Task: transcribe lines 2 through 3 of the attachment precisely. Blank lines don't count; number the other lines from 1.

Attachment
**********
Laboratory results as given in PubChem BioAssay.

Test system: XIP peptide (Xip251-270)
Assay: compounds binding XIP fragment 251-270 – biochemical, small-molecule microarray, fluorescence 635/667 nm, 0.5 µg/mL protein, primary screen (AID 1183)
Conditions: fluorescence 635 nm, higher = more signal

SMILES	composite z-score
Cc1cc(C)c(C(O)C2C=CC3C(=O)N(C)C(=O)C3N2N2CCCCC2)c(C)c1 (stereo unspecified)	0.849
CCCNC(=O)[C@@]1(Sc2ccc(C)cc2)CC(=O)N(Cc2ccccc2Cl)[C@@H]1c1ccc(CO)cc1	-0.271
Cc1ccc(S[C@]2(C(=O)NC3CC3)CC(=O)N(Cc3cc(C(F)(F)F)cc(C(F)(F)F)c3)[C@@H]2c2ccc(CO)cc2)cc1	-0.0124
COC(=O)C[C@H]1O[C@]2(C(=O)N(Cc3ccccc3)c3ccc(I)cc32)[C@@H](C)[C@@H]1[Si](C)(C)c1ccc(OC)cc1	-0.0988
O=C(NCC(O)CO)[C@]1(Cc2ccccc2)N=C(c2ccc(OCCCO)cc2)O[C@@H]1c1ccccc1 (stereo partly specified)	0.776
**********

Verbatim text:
Test system: XIP peptide (Xip251-270)
Assay: compounds binding XIP fragment 251-270 – biochemical, small-molecule microarray, fluorescence 635/667 nm, 0.5 µg/mL protein, primary screen (AID 1183)